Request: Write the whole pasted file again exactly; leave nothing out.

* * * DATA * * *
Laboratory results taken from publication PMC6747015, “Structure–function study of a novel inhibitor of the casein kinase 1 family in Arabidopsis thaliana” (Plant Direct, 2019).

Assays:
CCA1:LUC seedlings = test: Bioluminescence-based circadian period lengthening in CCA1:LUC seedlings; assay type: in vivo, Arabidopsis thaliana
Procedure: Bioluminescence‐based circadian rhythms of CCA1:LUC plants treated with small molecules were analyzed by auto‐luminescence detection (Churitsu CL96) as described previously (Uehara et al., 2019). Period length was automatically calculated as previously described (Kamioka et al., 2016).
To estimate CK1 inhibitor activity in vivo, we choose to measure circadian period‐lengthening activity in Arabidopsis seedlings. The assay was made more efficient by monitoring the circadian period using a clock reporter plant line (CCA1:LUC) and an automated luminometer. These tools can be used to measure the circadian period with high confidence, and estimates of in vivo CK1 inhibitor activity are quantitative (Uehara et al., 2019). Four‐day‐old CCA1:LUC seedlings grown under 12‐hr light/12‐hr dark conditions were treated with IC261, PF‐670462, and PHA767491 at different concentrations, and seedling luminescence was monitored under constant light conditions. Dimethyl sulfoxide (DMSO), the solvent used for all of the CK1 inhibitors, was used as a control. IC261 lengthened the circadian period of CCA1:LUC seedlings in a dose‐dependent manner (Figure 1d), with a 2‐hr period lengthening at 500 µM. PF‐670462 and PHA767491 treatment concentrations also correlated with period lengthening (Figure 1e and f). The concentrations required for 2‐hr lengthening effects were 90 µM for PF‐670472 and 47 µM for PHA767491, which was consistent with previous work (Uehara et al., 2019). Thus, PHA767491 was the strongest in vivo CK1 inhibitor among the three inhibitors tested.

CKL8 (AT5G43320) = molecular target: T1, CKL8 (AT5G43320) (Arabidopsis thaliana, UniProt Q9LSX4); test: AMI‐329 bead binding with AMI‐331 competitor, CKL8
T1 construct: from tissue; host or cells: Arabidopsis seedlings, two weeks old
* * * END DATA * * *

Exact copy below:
Laboratory results taken from publication PMC6747015, “Structure–function study of a novel inhibitor of the casein kinase 1 family in Arabidopsis thaliana” (Plant Direct, 2019).

Assays:
CCA1:LUC seedlings = test: Bioluminescence-based circadian period lengthening in CCA1:LUC seedlings; assay type: in vivo, Arabidopsis thaliana
Procedure: Bioluminescence‐based circadian rhythms of CCA1:LUC plants treated with small molecules were analyzed by auto‐luminescence detection (Churitsu CL96) as described previously (Uehara et al., 2019). Period length was automatically calculated as previously described (Kamioka et al., 2016).
To estimate CK1 inhibitor activity in vivo, we choose to measure circadian period‐lengthening activity in Arabidopsis seedlings. The assay was made more efficient by monitoring the circadian period using a clock reporter plant line (CCA1:LUC) and an automated luminometer. These tools can be used to measure the circadian period with high confidence, and estimates of in vivo CK1 inhibitor activity are quantitative (Uehara et al., 2019). Four‐day‐old CCA1:LUC seedlings grown under 12‐hr light/12‐hr dark conditions were treated with IC261, PF‐670462, and PHA767491 at different concentrations, and seedling luminescence was monitored under constant light conditions. Dimethyl sulfoxide (DMSO), the solvent used for all of the CK1 inhibitors, was used as a control. IC261 lengthened the circadian period of CCA1:LUC seedlings in a dose‐dependent manner (Figure 1d), with a 2‐hr period lengthening at 500 µM. PF‐670462 and PHA767491 treatment concentrations also correlated with period lengthening (Figure 1e and f). The concentrations required for 2‐hr lengthening effects were 90 µM for PF‐670472 and 47 µM for PHA767491, which was consistent with previous work (Uehara et al., 2019). Thus, PHA767491 was the strongest in vivo CK1 inhibitor among the three inhibitors tested.

CKL8 (AT5G43320) = molecular target: T1, CKL8 (AT5G43320) (Arabidopsis thaliana, UniProt Q9LSX4); test: AMI‐329 bead binding with AMI‐331 competitor, CKL8
T1 construct: from tissue; host or cells: Arabidopsis seedlings, two weeks old